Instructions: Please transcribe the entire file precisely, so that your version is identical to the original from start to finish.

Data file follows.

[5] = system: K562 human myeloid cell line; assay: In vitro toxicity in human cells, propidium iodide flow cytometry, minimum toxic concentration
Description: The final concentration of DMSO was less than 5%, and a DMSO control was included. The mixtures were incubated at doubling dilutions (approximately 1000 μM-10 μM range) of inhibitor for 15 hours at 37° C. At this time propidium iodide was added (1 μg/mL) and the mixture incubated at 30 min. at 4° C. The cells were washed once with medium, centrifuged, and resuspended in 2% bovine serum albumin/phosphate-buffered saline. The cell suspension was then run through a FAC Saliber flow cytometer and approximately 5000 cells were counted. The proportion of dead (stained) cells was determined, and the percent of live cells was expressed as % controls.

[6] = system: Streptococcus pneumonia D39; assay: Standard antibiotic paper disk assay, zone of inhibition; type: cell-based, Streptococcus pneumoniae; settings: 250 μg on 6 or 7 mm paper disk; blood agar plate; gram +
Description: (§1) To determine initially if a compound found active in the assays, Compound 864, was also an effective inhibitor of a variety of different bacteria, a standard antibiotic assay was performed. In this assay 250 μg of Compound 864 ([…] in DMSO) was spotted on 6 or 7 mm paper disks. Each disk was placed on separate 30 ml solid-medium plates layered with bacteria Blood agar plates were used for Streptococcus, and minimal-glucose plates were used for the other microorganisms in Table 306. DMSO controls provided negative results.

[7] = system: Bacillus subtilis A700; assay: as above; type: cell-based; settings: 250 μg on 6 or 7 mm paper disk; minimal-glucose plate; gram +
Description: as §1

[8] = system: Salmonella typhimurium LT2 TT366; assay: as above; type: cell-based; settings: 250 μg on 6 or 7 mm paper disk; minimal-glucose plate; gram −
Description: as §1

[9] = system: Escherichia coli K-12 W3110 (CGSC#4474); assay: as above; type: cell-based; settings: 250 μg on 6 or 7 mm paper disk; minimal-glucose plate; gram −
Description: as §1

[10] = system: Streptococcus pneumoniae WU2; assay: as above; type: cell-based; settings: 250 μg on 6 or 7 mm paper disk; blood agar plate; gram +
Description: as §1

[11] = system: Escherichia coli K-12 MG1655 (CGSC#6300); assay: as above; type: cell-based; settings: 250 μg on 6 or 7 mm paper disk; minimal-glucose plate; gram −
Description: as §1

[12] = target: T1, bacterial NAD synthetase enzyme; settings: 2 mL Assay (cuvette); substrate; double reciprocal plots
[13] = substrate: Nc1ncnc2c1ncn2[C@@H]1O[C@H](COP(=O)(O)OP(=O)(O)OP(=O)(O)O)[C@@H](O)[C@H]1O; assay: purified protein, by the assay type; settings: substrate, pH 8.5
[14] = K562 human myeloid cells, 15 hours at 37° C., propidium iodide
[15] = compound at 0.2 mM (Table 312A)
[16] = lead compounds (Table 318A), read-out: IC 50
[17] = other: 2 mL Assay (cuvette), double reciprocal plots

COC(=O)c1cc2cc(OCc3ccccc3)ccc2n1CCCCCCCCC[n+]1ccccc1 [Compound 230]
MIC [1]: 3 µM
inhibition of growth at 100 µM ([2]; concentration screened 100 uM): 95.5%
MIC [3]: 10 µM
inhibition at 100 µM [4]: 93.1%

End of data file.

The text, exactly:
[5] = system: K562 human myeloid cell line; assay: In vitro toxicity in human cells, propidium iodide flow cytometry, minimum toxic concentration
Description: The final concentration of DMSO was less than 5%, and a DMSO control was included. The mixtures were incubated at doubling dilutions (approximately 1000 μM-10 μM range) of inhibitor for 15 hours at 37° C. At this time propidium iodide was added (1 μg/mL) and the mixture incubated at 30 min. at 4° C. The cells were washed once with medium, centrifuged, and resuspended in 2% bovine serum albumin/phosphate-buffered saline. The cell suspension was then run through a FAC Saliber flow cytometer and approximately 5000 cells were counted. The proportion of dead (stained) cells was determined, and the percent of live cells was expressed as % controls.

[6] = system: Streptococcus pneumonia D39; assay: Standard antibiotic paper disk assay, zone of inhibition; type: cell-based, Streptococcus pneumoniae; settings: 250 μg on 6 or 7 mm paper disk; blood agar plate; gram +
Description: (§1) To determine initially if a compound found active in the assays, Compound 864, was also an effective inhibitor of a variety of different bacteria, a standard antibiotic assay was performed. In this assay 250 μg of Compound 864 ([…] in DMSO) was spotted on 6 or 7 mm paper disks. Each disk was placed on separate 30 ml solid-medium plates layered with bacteria Blood agar plates were used for Streptococcus, and minimal-glucose plates were used for the other microorganisms in Table 306. DMSO controls provided negative results.

[7] = system: Bacillus subtilis A700; assay: as above; type: cell-based; settings: 250 μg on 6 or 7 mm paper disk; minimal-glucose plate; gram +
Description: as §1

[8] = system: Salmonella typhimurium LT2 TT366; assay: as above; type: cell-based; settings: 250 μg on 6 or 7 mm paper disk; minimal-glucose plate; gram −
Description: as §1

[9] = system: Escherichia coli K-12 W3110 (CGSC#4474); assay: as above; type: cell-based; settings: 250 μg on 6 or 7 mm paper disk; minimal-glucose plate; gram −
Description: as §1

[10] = system: Streptococcus pneumoniae WU2; assay: as above; type: cell-based; settings: 250 μg on 6 or 7 mm paper disk; blood agar plate; gram +
Description: as §1

[11] = system: Escherichia coli K-12 MG1655 (CGSC#6300); assay: as above; type: cell-based; settings: 250 μg on 6 or 7 mm paper disk; minimal-glucose plate; gram −
Description: as §1

[12] = target: T1, bacterial NAD synthetase enzyme; settings: 2 mL Assay (cuvette); substrate; double reciprocal plots
[13] = substrate: Nc1ncnc2c1ncn2[C@@H]1O[C@H](COP(=O)(O)OP(=O)(O)OP(=O)(O)O)[C@@H](O)[C@H]1O; assay: purified protein, by the assay type; settings: substrate, pH 8.5
[14] = K562 human myeloid cells, 15 hours at 37° C., propidium iodide
[15] = compound at 0.2 mM (Table 312A)
[16] = lead compounds (Table 318A), read-out: IC 50
[17] = other: 2 mL Assay (cuvette), double reciprocal plots

COC(=O)c1cc2cc(OCc3ccccc3)ccc2n1CCCCCCCCC[n+]1ccccc1 [Compound 230]
MIC [1]: 3 µM
inhibition of growth at 100 µM ([2]; concentration screened 100 uM): 95.5%
MIC [3]: 10 µM
inhibition at 100 µM [4]: 93.1%